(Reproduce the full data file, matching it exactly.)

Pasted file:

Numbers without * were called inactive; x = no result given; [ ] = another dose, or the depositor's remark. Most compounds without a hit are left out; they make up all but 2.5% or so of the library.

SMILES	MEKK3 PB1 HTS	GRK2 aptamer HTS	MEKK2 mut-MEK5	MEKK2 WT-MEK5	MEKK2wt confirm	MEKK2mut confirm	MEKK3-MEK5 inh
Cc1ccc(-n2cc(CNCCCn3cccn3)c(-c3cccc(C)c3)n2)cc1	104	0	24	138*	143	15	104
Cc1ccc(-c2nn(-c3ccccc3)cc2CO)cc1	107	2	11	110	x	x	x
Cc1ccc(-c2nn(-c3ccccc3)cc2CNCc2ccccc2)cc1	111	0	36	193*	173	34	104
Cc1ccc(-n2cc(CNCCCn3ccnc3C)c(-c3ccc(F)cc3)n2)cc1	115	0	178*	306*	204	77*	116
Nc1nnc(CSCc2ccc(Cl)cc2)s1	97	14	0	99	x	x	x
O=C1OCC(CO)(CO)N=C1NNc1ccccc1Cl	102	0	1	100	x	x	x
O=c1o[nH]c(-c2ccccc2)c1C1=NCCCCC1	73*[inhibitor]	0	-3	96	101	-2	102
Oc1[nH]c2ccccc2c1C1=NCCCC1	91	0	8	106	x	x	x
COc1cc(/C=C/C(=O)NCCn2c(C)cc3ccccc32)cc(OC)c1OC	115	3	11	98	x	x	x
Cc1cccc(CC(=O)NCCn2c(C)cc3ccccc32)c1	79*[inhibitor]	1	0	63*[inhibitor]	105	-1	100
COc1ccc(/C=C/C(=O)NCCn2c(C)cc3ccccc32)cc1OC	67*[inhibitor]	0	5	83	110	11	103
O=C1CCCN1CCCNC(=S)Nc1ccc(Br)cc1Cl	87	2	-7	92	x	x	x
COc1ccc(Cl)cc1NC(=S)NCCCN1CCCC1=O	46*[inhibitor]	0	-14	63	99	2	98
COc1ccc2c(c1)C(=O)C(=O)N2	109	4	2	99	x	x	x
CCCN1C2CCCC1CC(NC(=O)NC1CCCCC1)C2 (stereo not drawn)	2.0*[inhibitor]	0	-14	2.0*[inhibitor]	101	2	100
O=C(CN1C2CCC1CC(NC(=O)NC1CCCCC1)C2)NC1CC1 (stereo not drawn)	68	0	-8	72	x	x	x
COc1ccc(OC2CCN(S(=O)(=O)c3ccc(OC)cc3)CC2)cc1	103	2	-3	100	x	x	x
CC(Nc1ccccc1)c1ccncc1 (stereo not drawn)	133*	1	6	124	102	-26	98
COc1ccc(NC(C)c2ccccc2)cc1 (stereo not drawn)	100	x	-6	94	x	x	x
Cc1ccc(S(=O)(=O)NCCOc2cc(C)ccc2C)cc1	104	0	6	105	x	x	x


Numbers without * were called inactive; x = no result given; [ ] = another dose, or the depositor's remark. Most compounds without a hit are left out; they make up all but 2.5% or so of the library.

SMILES	MEKK3 PB1 HTS	GRK2 aptamer HTS	MEKK2 mut-MEK5	MEKK2 WT-MEK5	MEKK2wt confirm	MEKK2mut confirm	MEKK3-MEK5 inh
Cc1ccc(-n2cc(CNCCCn3cccn3)c(-c3cccc(C)c3)n2)cc1	104	0	24	138*	143	15	104
Cc1ccc(-c2nn(-c3ccccc3)cc2CO)cc1	107	2	11	110	x	x	x
Cc1ccc(-c2nn(-c3ccccc3)cc2CNCc2ccccc2)cc1	111	0	36	193*	173	34	104
Cc1ccc(-n2cc(CNCCCn3ccnc3C)c(-c3ccc(F)cc3)n2)cc1	115	0	178*	306*	204	77*	116
Nc1nnc(CSCc2ccc(Cl)cc2)s1	97	14	0	99	x	x	x
O=C1OCC(CO)(CO)N=C1NNc1ccccc1Cl	102	0	1	100	x	x	x
O=c1o[nH]c(-c2ccccc2)c1C1=NCCCCC1	73*[inhibitor]	0	-3	96	101	-2	102
Oc1[nH]c2ccccc2c1C1=NCCCC1	91	0	8	106	x	x	x
COc1cc(/C=C/C(=O)NCCn2c(C)cc3ccccc32)cc(OC)c1OC	115	3	11	98	x	x	x
Cc1cccc(CC(=O)NCCn2c(C)cc3ccccc32)c1	79*[inhibitor]	1	0	63*[inhibitor]	105	-1	100
COc1ccc(/C=C/C(=O)NCCn2c(C)cc3ccccc32)cc1OC	67*[inhibitor]	0	5	83	110	11	103
O=C1CCCN1CCCNC(=S)Nc1ccc(Br)cc1Cl	87	2	-7	92	x	x	x
COc1ccc(Cl)cc1NC(=S)NCCCN1CCCC1=O	46*[inhibitor]	0	-14	63	99	2	98
COc1ccc2c(c1)C(=O)C(=O)N2	109	4	2	99	x	x	x
CCCN1C2CCCC1CC(NC(=O)NC1CCCCC1)C2 (stereo not drawn)	2.0*[inhibitor]	0	-14	2.0*[inhibitor]	101	2	100
O=C(CN1C2CCC1CC(NC(=O)NC1CCCCC1)C2)NC1CC1 (stereo not drawn)	68	0	-8	72	x	x	x
COc1ccc(OC2CCN(S(=O)(=O)c3ccc(OC)cc3)CC2)cc1	103	2	-3	100	x	x	x
CC(Nc1ccccc1)c1ccncc1 (stereo not drawn)	133*	1	6	124	102	-26	98
COc1ccc(NC(C)c2ccccc2)cc1 (stereo not drawn)	100	x	-6	94	x	x	x
Cc1ccc(S(=O)(=O)NCCOc2cc(C)ccc2C)cc1	104	0	6	105	x	x	x